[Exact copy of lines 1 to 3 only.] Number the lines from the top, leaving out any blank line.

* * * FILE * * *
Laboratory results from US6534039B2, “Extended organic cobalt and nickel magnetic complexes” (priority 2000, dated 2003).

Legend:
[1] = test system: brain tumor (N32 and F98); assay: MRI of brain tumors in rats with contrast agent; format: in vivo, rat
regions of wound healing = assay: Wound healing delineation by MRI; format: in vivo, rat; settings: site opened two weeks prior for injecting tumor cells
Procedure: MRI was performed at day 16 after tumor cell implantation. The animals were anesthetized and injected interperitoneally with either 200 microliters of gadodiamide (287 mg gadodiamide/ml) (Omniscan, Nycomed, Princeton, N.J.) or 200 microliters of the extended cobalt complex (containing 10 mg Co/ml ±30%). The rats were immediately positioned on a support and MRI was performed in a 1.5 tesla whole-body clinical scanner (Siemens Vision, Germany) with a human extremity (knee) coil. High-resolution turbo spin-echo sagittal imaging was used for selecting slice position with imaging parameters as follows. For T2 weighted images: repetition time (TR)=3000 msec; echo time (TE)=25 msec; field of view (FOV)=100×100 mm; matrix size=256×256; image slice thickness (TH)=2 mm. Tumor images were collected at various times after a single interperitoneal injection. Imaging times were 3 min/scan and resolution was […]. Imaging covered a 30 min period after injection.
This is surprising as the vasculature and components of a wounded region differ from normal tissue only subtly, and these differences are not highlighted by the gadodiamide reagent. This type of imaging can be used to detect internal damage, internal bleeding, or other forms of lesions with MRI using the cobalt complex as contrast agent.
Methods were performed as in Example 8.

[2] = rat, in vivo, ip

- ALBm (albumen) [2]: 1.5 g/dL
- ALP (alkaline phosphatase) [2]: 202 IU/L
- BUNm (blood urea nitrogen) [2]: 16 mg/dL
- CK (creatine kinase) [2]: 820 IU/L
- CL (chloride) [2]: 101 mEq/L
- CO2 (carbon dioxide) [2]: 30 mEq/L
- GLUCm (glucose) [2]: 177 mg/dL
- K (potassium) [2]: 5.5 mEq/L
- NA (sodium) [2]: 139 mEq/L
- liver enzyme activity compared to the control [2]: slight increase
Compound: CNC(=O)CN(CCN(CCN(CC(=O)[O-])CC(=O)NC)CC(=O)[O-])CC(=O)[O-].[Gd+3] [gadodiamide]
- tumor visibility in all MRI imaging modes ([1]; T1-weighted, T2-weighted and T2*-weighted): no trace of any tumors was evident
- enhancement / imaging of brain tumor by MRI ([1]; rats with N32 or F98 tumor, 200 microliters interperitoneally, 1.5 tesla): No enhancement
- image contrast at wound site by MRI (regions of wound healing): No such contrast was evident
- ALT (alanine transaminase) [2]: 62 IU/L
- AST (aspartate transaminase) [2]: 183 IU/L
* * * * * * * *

Laboratory results from US6534039B2, “Extended organic cobalt and nickel magnetic complexes” (priority 2000, dated 2003).

Legend:
[1] = test system: brain tumor (N32 and F98); assay: MRI of brain tumors in rats with contrast agent; format: in vivo, rat